Biology HL 1
Hugo, Jacob, Leda, Samantha
7 June, 2015
Detailed Niche of 3 Species in Freshwater Marshes A niche is the specialized habitat of organisms, which include the habitat, nutrition, predators, interactions with other species, and reproduction. Keystone species play a crucial role in the functions of an ecosystem. Alligators are one of the keystone species in a freshwater swap.
Alligators are a keystone species in the freshwater marshes due to the burrows they create to nest and keep warm which then fill with water and provide breeding and drinking for other organisms.
Habitat: Alligators reside in freshwater swaps and marshes
Nutrition: Large adult alligators can eat all aquatic and terrestrial prey. Smaller alligators eat turtles, fish, small mammals, birds, reptiles (including small alligators).
Interactions: They are the highest predator of the freshwater marsh food chain. Their powerful jaws lock any animal it comes across in its mouth, closing its jaw with 7000 pounds of force, killing the prey.
Reproduction: Alligators nest in mud/vegetation, which are constructed at the top of a bank in the beginning of summer. The females lay 20-50 eggs, covering the hole with vegetation. The incubation period is 65 days. Once they hatch, the female takes the hatchlings and carries 8-10 to the water at a time. The pod of juveniles stay with their mother for their first year.
Habitat: Tadpoles reside in shallow water, such as freshwater marshes, lakes, ponds, creeks, streams, and small ponds with nutrient rich murky water, with algae.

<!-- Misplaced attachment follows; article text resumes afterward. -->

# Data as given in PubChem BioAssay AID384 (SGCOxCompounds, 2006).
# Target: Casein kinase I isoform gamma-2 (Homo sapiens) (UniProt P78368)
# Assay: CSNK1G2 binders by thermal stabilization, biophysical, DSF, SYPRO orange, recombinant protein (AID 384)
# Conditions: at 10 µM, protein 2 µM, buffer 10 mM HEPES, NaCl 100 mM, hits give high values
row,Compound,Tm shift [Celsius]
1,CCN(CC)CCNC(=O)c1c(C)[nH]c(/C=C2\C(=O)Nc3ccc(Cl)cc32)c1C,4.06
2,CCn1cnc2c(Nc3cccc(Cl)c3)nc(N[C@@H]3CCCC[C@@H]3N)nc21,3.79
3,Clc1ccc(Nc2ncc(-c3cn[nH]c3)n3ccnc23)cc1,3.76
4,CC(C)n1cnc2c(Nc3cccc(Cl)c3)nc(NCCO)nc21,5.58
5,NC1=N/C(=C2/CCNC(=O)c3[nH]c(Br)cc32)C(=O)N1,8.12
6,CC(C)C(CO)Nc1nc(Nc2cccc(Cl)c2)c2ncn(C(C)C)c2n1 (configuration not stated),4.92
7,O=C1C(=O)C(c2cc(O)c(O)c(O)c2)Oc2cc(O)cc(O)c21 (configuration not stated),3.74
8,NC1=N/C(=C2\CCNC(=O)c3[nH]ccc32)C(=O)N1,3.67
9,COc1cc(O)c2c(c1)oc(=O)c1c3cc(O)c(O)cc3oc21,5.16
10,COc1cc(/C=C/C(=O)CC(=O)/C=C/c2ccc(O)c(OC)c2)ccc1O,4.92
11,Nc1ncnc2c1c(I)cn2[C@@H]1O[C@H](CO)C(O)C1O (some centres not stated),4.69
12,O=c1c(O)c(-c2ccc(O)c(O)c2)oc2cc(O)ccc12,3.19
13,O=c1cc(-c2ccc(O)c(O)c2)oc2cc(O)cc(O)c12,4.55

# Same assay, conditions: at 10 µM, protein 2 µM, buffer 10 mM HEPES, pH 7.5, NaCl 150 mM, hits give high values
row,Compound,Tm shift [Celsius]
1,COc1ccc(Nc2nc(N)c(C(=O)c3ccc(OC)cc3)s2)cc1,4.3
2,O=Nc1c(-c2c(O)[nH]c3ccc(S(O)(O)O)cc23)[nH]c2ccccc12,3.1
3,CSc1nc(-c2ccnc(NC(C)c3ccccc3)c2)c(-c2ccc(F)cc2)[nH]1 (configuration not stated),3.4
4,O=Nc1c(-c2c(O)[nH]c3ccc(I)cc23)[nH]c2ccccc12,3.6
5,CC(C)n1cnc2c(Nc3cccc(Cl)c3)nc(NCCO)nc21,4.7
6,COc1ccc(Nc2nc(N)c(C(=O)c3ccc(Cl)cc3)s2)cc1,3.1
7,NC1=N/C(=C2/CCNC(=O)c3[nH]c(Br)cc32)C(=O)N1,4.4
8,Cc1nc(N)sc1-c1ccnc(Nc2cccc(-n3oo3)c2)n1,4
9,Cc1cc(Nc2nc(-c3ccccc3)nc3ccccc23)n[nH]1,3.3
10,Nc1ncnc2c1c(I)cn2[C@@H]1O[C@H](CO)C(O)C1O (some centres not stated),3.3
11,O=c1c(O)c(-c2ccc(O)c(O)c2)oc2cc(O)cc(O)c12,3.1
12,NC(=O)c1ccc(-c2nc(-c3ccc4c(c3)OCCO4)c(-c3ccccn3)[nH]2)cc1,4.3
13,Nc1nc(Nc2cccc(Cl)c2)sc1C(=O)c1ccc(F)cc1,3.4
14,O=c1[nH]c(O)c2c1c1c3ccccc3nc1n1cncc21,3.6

Nutrition: They eat plants and microorganisms found in their environment. In rare cases, larger tadpoles eat smaller tadpoles. Predators: Birds, snakes and fish prey on them.
Reproduction: Frog eggs need moister to develop so during spawning, the female Striped Marsh Frog creates floating foam or bubble raft which the fertilized eggs are suspended. After a few days, the tadpoles drop into the water as their nest disintegrates and they hatch. It takes and average of four weeks to complete metamorphosis, but can be affected by temperature and genetics.
Mosquito Larvae Niche: Habitat: Specific species of mosquitoes are spawned in freshwater marshes.
Nutrition: The female mosquito feeds by piercing another organism's skin and finding a blood vessel to drain blood into the mosquito’s body. Mosquitoes do not gain nutrition directly from blood feeding, but instead, proteins from the blood are used to help eggs to develop. Male mosquitos, on the other hand, feed on plant nectars.
Predators: Fish and frogs are the main predators of mosquito larvae.
Interactions: The larvae attach themselves to the stems and roots of plant vegetation in order to obtain oxygen. Though this method, they also acquire a certain amount of protection from predatory fish.
Reproduction: Female mosquitoes feed on blood, and then mate, which then allows for a healthy batch of eggs to be laid in the water. The females try to lay their eggs in small pools of water that do not contain any fish. Thus, mosquito populations are especially high around water sources, as egg laying occurs in small, sheltered puddles of water.
Mesocosm Experiment involving a Freshwater Marsh A mesocosm is an experimental tool that brings ecologically relevant pieces of the natural environment under closely monitored, controlled conditions. It is a model of a large and closed ecosystem. In other words, energy enters the ecosystem and leaves it, while matter, on the other hand, does not. A mesocosm also demonstrates how organisms or communities might react to environmental changes, or to analyze specific toxicants of interest to scientists. This can be seen through the purposeful manipulation of environmental variables. In the mesocosm involving a freshwater marsh, interactions between amphipods and elodea will be assessed. A mesocosm